The 50 foot long line is a progression of the training process which is ultimately intended to produce a dog that is reliable off-leash…anytime, anywhere…even on a beach full of squirrels!

Note: The following exercises should be taught first on a six foot leash. It’s assumed you have completed basic obedience training and have read the safety tips in Part One. You have, right? Great, now you're ready to rock!

Top Seven Long Line Exercises:

1. Direction Changes: The first and most important step is to walk around making random direction changes with the dog at liberty, orbiting around you. If you reach the end of the line and the dog is not following naturally then give a directional cue such as "Let's go.” Otherwise, don't say anything. If the dog fails to respond, give the line a light pop and continue walking. The dog should come in your direction but does not need to come to you. Don't make a fuss, just continue walking like you’re on a mission.

"Shouldn’t I reward the dog for following me?"

No. I realize it may sound cold but the idea of this exercise is to be slightly aloof and allow the dog to "just be a dog." You see, this is not formal obedience. This is natural bonding and natural leadership. It’s very subtle yet very profound. The dog will interpret your nonchalant attitude as confidence which is very attractive. It's kind of like dating. Put attitude in your stride like, "You best keep an eye on me 'cause I might leave without ya!" (Not that you really would, of course, it's just an attitude.) You will be amazed at how quickly the dog starts watching you rather than the other way around.

2. Casual Recalls: The next step is to add a command such as "C'mere" for getting the dog to come to you. I call this a casual recall because it can be "sloppy" and is not at all what you would see in competitive obedience. The dog can spin around or lean against you. You can pet or play with them or simply give a "Good dog" and a mellow pet on the head. The dog just needs to get all the way to you, that's it. If he does not respond, simply pop the leash and continue encouraging him with a fun demeanor while walking backwards. If he does the fly-by like Maverick in the movie Top Gun, simply step on the leash, turn and back up in the opposite direction. Continue with encouragement, not frustration, until he comes all the way in. Lather, rinse, repeat.

3. Formal Recalls: A formal recall such as “Come” means the dog must come all the way to you, sit directly in front of you, remain attentive and wait to be released. You see this in obedience trials but it has great value for pet dogs as well. I generally use treats and toys for this one to build extra drive, focus and precision. In day-to-day life I use mostly casual recalls and direction changes so a formal recall becomes a rare and exciting event. It makes for a great emergency recall because the dogs love it, they come faster and the sit in front makes it easy to get a leash on them.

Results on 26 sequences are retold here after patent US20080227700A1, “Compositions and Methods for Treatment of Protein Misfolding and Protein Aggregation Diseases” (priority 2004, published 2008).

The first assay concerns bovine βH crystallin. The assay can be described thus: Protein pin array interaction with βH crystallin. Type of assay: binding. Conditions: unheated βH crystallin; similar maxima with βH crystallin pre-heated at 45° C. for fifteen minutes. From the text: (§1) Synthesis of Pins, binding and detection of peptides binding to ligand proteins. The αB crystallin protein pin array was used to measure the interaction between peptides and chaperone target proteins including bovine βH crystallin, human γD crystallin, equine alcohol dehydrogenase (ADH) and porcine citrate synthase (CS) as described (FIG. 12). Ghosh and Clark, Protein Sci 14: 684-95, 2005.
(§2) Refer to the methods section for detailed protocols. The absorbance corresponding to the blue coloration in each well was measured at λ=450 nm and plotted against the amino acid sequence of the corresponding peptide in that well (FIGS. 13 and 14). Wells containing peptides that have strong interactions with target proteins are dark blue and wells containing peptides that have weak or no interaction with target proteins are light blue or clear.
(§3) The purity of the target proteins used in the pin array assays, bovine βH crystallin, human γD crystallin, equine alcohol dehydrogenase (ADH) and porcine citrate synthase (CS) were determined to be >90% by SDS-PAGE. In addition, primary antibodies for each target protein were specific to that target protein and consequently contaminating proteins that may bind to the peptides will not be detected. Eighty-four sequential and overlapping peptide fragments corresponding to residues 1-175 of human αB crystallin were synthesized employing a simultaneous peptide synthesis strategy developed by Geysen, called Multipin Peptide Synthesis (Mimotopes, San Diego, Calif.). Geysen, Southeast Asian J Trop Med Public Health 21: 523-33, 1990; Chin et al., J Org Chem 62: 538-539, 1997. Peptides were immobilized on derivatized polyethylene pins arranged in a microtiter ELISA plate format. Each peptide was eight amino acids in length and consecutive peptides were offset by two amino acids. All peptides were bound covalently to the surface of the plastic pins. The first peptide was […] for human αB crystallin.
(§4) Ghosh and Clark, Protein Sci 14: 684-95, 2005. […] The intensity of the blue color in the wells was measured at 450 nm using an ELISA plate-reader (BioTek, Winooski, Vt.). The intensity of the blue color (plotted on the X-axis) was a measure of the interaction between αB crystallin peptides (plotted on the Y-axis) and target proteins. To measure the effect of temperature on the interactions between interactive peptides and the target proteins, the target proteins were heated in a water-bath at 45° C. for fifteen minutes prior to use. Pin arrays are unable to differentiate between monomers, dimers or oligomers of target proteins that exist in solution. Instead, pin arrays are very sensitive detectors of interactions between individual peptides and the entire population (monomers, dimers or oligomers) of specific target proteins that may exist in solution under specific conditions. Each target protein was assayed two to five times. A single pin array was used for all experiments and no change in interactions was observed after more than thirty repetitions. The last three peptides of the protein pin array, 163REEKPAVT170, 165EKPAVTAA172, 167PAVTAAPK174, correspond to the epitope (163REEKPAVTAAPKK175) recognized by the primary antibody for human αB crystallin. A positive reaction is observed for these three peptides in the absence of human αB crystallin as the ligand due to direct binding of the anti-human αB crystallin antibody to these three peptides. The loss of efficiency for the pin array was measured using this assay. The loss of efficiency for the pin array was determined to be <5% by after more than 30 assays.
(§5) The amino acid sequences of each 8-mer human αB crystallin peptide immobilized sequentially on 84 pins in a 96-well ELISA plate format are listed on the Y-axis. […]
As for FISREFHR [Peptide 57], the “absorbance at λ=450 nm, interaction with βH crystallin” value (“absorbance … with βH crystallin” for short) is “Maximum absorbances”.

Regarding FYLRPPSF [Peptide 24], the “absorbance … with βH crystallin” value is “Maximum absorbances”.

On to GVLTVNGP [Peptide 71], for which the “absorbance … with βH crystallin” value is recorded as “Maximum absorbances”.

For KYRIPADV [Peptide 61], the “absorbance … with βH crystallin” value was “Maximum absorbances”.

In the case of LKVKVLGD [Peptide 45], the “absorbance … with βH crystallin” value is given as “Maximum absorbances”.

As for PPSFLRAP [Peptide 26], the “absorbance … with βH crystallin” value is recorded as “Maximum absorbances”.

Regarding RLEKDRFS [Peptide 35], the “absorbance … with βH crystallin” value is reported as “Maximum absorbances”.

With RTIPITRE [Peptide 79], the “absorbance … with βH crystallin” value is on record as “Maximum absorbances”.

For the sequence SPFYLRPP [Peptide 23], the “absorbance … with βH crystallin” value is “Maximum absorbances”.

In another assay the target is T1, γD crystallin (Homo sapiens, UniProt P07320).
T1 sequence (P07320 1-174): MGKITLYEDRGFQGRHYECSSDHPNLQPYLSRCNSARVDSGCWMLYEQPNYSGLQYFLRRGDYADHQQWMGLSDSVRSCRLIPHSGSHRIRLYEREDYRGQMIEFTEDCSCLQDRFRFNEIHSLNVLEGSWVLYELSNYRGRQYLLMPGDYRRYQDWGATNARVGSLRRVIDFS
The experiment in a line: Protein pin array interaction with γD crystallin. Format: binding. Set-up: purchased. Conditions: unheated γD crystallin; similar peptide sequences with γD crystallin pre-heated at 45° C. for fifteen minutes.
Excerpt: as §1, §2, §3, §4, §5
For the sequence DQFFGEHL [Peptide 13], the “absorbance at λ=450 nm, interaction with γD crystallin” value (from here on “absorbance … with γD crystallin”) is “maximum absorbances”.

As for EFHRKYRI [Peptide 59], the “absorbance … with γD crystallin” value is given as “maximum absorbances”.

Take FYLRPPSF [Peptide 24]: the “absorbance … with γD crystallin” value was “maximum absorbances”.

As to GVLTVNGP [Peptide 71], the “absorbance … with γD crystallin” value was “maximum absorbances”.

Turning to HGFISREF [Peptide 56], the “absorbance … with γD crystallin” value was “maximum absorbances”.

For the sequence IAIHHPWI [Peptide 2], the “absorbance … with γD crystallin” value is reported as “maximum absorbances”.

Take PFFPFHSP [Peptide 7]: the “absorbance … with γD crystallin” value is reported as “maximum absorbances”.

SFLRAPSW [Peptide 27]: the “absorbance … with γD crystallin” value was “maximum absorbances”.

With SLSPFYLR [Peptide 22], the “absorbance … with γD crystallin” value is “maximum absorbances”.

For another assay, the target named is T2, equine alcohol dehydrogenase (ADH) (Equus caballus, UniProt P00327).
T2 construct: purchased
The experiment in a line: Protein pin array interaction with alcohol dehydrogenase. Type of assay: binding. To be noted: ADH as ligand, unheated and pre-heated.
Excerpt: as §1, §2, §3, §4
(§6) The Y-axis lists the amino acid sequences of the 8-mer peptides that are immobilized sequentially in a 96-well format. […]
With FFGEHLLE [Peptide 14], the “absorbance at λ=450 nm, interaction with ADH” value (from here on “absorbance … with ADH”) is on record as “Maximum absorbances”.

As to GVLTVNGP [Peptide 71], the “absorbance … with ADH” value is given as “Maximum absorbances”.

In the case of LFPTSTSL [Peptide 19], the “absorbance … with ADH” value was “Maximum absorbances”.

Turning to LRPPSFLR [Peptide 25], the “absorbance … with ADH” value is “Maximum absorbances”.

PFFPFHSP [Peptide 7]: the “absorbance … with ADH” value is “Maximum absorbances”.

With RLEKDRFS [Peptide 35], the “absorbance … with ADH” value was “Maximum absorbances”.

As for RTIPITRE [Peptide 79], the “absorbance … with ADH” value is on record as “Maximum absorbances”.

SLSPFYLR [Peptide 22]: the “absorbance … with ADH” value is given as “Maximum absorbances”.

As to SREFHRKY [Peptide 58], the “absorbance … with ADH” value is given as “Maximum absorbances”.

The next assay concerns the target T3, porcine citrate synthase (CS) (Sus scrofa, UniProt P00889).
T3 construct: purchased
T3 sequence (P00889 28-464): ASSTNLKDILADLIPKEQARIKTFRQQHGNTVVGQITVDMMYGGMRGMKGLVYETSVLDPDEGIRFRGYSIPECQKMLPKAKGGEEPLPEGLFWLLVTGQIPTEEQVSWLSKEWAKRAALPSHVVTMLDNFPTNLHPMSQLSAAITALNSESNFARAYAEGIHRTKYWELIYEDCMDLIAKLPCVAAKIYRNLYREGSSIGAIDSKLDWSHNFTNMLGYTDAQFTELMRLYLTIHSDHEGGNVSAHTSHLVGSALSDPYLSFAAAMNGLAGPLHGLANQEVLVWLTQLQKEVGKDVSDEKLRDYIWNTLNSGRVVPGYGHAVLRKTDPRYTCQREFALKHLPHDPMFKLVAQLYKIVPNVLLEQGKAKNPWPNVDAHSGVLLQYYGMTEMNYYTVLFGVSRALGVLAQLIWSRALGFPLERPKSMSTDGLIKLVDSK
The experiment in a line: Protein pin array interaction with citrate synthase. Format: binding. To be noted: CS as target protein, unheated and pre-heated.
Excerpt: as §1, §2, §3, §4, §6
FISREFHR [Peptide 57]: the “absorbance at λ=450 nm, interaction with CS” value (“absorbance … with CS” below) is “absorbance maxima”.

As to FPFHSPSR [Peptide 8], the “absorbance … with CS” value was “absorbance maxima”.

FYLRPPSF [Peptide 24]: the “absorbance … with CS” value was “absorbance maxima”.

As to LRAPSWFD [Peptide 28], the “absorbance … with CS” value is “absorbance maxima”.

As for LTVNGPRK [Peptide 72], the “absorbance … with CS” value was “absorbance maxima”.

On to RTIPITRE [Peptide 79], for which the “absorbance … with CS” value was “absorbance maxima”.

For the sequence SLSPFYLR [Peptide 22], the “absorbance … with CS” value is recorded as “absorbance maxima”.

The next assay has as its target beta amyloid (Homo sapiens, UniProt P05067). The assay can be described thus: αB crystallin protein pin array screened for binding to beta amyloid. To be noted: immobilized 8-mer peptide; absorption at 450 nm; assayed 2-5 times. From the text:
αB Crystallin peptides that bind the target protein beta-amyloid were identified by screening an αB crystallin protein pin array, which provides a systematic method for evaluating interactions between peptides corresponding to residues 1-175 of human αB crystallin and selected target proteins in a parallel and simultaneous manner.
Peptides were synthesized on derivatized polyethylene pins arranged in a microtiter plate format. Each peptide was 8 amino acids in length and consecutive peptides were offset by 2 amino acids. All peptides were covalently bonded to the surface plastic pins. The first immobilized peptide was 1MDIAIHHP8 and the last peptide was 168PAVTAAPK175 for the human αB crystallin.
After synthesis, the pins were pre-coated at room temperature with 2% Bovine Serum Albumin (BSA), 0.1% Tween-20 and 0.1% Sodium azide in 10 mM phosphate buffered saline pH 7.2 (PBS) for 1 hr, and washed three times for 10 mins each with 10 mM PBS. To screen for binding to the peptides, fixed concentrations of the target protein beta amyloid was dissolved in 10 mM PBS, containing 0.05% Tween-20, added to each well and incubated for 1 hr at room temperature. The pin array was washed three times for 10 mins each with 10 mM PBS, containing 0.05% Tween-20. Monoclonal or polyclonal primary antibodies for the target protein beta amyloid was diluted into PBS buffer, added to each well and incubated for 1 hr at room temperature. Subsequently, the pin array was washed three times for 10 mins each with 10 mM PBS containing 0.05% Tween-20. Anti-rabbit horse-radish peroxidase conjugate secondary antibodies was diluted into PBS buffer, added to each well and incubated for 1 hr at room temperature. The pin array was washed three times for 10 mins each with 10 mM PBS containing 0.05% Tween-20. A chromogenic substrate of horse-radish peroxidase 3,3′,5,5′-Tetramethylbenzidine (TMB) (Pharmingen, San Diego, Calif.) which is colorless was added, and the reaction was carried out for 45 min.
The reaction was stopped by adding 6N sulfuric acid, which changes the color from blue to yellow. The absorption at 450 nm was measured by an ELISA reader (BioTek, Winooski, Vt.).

4. Leave It: Now we need a command for what NOT to do such as "Leave It." This basically means “Leave that alone.” The beauty of a reliable “Leave It” is that you don't have to micromanage the dog because they actually learn right from wrong. For example: Say I'm off-leash hiking with my dogs and they are getting into something. I say "Leave It!" They don't have to come to me or do anything in particular. Essentially I'm saying "You have the whole mountain to do whatever you want…except that!" If your dog fails to obey the command simply give a correction with the line. With consistency they will learn to listen no matter how far away you are and that certain things are off-limits. 

5. Wait: Typically the Wait command is used to teach boundaries around doors but it can also be used when walking or hiking. If the dog is getting too far ahead, say "Wait" as if you have just thrown up an invisible boundary. If the dog fails to respond, give a light pop or step on the line. The dog will likely turn to see what you want. Just keep walking. You might calmly say "good dog" but don't give any more instructions. If he comes back to you just keep walking and do not engage with him.

"Why shouldn't I reward him for doing what I asked?"

Because you don't want him to think this is a recall exercise. Wait simply means don't go any further or don't cross that boundary. If he tries to go ahead again simply repeat the process. When you get closer to the boundary give a release cue such as "okay" and continue enjoying your hike.

6. Stay: The long line is great for adding distance to your dog's Stay. You can feel safe because your dog might break his stay but cannot run away. Just stop him with the line and start over.

7. Boundary Training: For teaching boundaries such as not leaving the yard, use a verbal correction such as "No!" followed by a pop on the line every time the dog approaches the boundary.

That concludes my top seven uses for the long line. Be safe, have fun and practice, practice, practice!

See Part 3 for how to go off-leash.

-Chad Culp, Certified Dog Trainer and Canine Behavior Consultant

© Thriving Canine 2015

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Related Topics:

Long Line Training Part 1

Long Line Training Part 3